Frexit: Expert fires warning about leaving euro
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As the Brexit trade negotiations reached their most critical stage in December, French President Emmanuel Macron said that France was paying particularly close attention to the talks. The En Marche! leader said: “France will not accept a Brexit deal that does not respect our long term interests.” According to senior political sources, the hardline stance was taken because of Mr Macron’s domestic threats to his re-election, meaning he would have rather seen the talks fail than agree to a deal that could have tempted other EU states to leave the bloc.
Europe’s power to protect itself from major global rivals, pandemics, economic crises, migration and climate change will be a major electoral argument for Mr Macron as he gears up for his 2022 re-election bid, most likely against National Rally leader Marine Le Pen, who he defeated in 2017.
A source said: “France‘s stance is to show that Brexit cannot be a success.
“From that point of view, the prospect of no deal is not necessarily a problem.”
Mr Macron’s position was not unexpected or particularly controversial, though, as Paris has more than once expressed its fears of a “Brexit domino effect”.
In a 2018 interview with BBC presenter Andrew Marr, Mr Macron surprisingly claimed that if the French people were given the opportunity to vote on European membership like Britain, they would probably vote to quit the European club, too.
EU panic sparked as Macron warned of Brexit domino effect: ‘We need to monitor UK!’ (Image: GETTY)
Brexit timeline (Image: EXPRESS.CO.UK)
The French President suggested there is “always a risk” with votes such as Britain’s 2016 EU referendum, when asking the public “just ‘yes’ or ‘no’ in a very complicated context”.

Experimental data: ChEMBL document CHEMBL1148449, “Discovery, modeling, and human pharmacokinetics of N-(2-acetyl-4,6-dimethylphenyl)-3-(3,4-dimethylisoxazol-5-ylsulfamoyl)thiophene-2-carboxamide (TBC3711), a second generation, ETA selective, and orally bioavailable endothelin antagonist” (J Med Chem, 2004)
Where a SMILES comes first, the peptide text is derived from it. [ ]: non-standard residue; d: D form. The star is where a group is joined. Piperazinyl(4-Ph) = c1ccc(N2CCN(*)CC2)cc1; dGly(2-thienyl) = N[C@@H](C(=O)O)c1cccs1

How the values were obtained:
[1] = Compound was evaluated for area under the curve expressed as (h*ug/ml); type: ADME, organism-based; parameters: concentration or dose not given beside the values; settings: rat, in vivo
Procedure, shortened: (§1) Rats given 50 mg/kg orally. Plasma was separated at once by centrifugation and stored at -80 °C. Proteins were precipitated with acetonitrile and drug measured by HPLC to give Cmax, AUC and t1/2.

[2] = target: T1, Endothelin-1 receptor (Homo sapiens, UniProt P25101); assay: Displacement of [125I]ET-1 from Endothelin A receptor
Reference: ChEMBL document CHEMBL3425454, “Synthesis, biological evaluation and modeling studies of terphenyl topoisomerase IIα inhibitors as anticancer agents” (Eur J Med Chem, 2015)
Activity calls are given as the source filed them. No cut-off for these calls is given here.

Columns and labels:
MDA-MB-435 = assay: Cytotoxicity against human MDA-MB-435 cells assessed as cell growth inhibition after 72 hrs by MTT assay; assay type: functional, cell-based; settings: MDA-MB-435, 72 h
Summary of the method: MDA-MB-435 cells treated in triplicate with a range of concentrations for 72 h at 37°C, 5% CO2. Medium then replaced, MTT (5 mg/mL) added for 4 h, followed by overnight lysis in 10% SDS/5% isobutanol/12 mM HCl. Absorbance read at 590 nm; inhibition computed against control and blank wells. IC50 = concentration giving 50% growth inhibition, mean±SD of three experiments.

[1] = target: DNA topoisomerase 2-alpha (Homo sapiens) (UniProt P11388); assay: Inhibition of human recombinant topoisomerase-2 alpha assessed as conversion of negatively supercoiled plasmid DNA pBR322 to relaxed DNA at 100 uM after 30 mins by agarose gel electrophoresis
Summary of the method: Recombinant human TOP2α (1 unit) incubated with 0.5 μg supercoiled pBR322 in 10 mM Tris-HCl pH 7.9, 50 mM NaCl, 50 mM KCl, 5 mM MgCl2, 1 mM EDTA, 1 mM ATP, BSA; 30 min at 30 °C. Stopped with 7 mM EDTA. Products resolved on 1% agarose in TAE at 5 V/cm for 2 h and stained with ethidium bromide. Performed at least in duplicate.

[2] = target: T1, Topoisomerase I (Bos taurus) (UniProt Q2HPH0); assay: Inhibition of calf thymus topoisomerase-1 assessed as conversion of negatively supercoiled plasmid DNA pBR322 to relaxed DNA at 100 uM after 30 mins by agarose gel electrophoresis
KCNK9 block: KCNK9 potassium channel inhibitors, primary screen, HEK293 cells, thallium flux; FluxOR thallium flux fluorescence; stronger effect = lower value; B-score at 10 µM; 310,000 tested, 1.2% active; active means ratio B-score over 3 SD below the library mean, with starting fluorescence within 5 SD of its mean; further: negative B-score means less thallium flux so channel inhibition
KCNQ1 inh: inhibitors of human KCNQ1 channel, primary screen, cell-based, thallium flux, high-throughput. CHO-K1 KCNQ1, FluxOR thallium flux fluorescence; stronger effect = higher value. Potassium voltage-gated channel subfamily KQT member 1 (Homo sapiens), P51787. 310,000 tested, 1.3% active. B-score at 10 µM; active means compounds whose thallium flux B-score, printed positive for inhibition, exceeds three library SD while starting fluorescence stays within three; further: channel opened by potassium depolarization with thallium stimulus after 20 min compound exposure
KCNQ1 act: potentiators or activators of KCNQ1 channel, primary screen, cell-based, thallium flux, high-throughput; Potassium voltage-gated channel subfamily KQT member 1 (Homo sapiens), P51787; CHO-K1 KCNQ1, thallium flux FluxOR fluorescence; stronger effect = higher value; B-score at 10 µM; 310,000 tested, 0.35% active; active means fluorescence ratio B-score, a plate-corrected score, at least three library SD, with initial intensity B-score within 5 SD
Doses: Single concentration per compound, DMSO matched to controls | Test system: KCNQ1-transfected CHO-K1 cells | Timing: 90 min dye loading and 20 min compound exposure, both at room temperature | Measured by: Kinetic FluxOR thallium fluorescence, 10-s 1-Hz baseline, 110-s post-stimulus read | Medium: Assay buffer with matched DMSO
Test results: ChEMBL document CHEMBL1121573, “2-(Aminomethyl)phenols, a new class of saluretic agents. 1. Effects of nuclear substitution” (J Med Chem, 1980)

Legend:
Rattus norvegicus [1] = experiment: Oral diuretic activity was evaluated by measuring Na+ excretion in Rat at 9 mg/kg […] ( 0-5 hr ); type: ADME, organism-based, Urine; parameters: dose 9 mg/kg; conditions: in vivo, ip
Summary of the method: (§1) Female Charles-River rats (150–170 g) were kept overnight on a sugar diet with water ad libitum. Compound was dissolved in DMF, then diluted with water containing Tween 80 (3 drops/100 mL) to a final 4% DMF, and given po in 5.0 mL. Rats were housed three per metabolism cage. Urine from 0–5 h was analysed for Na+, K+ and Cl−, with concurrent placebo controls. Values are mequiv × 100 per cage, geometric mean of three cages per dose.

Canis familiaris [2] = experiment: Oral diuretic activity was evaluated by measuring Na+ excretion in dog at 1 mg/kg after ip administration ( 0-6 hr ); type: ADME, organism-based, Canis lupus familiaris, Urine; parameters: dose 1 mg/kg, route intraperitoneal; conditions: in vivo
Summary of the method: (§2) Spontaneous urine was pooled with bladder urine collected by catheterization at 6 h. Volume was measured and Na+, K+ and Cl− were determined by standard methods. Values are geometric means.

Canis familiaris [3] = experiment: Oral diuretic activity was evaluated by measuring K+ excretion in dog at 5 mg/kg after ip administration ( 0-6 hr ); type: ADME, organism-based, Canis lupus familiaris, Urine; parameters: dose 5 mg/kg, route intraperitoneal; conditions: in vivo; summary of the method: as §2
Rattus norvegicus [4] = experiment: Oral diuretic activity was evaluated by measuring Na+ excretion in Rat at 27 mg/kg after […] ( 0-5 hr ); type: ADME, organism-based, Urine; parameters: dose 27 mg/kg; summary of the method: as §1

Asked whether a Leave or Remain vote in France could have ended with the same result, Mr Macron said: “Yes, probably.
“Probably in a similar context.
“But our context was very different so I don’t want to take any bets.”
Mr Macron, as a committed supporter of European integration, claimed he would fight “very hard” to keep France in the EU if it were to hold a referendum on membership of the bloc.
He added: “It’s a mistake when you just ask ‘yes’ or ‘no’, when you don’t ask people how to improve the situation and to explain how to improve it.”
Offering his interpretation of Britain’s vote to leave the EU, Mr Macron added: “My understanding is that middle-classes and working-classes, and especially the oldest in your country, decided that the recent decades were not in their favour.
French President Emmanuel Macron (Image: GETTY)
National Rally leader Marine Le Pen (Image: GETTY)
“And that the adjustments made by both the EU and globalisation – for me it was a mix of both of them – was not in their favour.
“And second, I think one of the reasons was precisely an organisation of our EU probably which gets too far in terms of freedom without cohesion.
“Towards free market without any rules and any convergence.”
Later that year, the French President once again stressed the need to keep Brexit under control.
Speaking from Copenhagen, Mr Macron said: “If we don’t monitor Brexit properly, we can have a domino effect.”
In an exclusive interview with Express.co.uk, German MEP and EU lawyer Gunnar Beck recently claimed Britain’s success with its vaccination programme could exacerbate divisive trends in Europe and push other countries to leave the bloc.
A recent Euronews poll found that 45 percent of respondents were in favour of Italy leaving the EU if Brexit is successful.
However, according to Mr Beck, Rome is not one of the prime candidates.
He said: “We will see over the next few years how Britain does outside the EU.
“But I am optimistic.
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AstraZeneca (Image: GETTY)
German MEP Gunnar Beck (Image: EURO DEBATES)
“The early implications for the COVID-19 crisis and how the vaccination programme is being managed in the UK are positive.
“I think this will greatly influence the behaviour of individual countries in the EU, particularly because there are some who do not like the policies pushed forward by France and Germany.”
He added: “The prime candidates for leaving the EU are Finland over the euro.
“Denmark has been rather aloof and doesn’t agree with many policies such as migration and it is not even part of the euro.
“The Netherlands is also rather discontent with the large subsidies for the eurozone.
“These are the most obvious.
“I can’t see Italy or Southern European countries leaving at least until they get their share of German money.”